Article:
New Issue: Can we stop requiring particular C LOCALE / LANG settings?

19193, "mppf", "Can we stop requiring particular C LOCALE / LANG settings?", "2022-02-05T12:50:30Z"

There is a requirement on the environment that Chapel programs are run in that is buried in our documentation:

Chapel works with the Unicode character set with UTF-8 encoding and the traditional C collating sequence. Users are responsible for making sure that they are running Chapel in a suitable environment. For example, for en_US locale, the following environment variables should be set:


Note: Other character sets may be supported in the future.

The situation is that, in practice, the I/O code currently assumes that non-binary data is stored as UTF-8. This is connected to the fact that our string type always stores UTF-8 and we don’t have any character set conversion in the standard library (see also #12726).

However, there is some old code in the I/O library that reads a "character" according to the C definition of a multibyte character. It does this if qio_glocale_utf8 is not set to UTF-8 or ASCII. But, this will lead to garbles / bad encoding errors because storing it in to a string will assume it is a UTF-8 character. But besides that, we have seen some bugs with it that only impact people with a different C LANG setting.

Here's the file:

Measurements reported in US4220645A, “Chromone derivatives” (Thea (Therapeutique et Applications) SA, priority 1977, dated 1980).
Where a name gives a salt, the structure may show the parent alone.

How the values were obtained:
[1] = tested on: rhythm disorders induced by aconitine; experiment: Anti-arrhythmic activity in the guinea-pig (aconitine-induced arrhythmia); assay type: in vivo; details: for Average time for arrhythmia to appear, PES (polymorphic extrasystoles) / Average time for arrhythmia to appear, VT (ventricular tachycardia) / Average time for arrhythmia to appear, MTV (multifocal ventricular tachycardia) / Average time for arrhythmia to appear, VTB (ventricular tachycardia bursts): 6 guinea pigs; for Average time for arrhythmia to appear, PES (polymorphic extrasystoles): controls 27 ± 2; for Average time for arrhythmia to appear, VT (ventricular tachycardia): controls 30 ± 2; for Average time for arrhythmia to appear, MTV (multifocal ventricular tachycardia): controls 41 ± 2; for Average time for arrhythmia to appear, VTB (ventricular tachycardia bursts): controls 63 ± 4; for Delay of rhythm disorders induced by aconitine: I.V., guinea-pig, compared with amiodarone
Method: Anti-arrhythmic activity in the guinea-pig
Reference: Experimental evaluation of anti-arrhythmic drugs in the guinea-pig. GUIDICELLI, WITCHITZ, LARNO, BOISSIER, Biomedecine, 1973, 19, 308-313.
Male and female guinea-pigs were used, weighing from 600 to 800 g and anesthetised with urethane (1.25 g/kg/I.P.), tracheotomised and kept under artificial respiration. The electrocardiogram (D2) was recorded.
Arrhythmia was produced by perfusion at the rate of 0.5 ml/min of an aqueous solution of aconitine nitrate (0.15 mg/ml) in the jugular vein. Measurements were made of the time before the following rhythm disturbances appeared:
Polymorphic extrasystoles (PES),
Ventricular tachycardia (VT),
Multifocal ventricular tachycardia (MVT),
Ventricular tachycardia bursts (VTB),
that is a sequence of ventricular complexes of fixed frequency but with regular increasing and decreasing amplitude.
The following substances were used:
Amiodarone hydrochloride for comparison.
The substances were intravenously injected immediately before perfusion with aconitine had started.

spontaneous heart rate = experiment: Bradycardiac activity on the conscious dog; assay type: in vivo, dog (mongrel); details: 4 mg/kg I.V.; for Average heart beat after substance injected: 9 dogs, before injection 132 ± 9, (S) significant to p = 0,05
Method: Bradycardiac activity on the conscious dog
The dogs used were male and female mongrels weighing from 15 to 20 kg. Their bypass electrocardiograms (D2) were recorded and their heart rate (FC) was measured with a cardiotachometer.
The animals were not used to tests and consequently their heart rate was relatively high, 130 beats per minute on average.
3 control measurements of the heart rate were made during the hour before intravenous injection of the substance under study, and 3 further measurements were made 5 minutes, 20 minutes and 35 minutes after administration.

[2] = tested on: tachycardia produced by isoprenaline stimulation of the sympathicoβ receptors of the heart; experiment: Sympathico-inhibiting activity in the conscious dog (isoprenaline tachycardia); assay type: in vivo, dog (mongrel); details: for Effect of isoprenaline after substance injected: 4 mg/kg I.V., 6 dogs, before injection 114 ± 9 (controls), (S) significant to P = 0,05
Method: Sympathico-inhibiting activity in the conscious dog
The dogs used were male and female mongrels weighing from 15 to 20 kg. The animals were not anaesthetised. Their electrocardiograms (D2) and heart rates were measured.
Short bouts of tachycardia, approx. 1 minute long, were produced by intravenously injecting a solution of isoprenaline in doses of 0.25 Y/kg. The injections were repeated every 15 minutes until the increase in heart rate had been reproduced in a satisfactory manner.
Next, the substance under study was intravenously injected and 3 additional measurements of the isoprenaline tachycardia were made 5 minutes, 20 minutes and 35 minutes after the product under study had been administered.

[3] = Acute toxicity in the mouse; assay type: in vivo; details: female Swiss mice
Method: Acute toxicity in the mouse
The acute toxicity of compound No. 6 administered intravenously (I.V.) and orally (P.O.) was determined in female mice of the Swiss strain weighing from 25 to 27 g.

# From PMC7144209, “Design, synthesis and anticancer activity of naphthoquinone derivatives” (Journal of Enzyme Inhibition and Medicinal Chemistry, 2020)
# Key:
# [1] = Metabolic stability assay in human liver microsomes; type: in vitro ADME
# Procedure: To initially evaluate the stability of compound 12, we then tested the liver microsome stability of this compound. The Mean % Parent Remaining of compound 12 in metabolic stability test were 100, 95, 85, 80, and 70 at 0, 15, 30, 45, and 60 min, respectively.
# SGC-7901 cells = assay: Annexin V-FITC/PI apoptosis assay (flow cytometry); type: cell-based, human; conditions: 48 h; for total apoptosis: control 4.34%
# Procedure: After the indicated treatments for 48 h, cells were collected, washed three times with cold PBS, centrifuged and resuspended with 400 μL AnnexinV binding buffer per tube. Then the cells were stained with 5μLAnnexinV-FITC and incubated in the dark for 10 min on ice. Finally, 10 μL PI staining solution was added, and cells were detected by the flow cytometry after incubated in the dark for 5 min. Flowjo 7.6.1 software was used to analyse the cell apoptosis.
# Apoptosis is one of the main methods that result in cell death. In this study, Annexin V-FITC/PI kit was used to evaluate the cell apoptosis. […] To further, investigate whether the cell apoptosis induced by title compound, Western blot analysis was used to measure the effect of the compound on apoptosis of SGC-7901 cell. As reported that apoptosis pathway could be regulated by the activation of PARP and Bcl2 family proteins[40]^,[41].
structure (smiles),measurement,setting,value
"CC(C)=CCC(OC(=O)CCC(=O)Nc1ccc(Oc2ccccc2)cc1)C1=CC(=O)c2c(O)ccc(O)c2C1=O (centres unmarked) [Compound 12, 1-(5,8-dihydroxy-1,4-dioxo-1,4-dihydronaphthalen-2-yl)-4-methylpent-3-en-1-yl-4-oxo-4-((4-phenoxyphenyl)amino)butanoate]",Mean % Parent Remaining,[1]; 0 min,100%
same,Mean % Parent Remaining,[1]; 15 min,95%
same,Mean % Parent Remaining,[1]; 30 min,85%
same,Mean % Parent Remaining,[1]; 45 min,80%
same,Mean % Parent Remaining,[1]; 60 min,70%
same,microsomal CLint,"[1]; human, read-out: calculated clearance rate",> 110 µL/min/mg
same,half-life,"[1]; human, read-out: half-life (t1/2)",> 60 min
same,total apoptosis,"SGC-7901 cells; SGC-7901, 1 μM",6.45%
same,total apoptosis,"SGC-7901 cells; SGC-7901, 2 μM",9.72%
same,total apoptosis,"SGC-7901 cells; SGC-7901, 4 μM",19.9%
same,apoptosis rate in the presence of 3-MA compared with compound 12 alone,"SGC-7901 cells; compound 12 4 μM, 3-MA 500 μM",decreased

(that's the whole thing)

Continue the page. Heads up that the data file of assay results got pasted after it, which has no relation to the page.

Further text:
The code that sets up qio_glocale_utf8 is here:

In terms of design in this area, it’s my view that we need to pick one of these two options:

  1. all textual I/O is done in UTF-8 and if that’s not what you want, do binary I/O and then use a library to convert. (AFAIK this is what Rust does)
  2. all textual I/O is done with a configurable character set that can be specified when opening the file/channel/reader/writer and is then converted to Unicode / UTF-8 during I/O (because strings are always UTF-8). (AFAIK this is what Python, Java, and C# do).

Note that neither of these depend on the C LOCALE / LANG environment variables. Also, we could arguably do (1) now and later add (2) as a non-breaking change. So maybe we could completely remove qio_glocale_utf8 and switch to assuming textual data in I/O is UTF-8 in all cases in the near term. (The reason I say "maybe" is that there might be some C code in the library somewhere that uses the C multibyte infrastructure even for UTF-8. I don't think there is, but it is something to check.)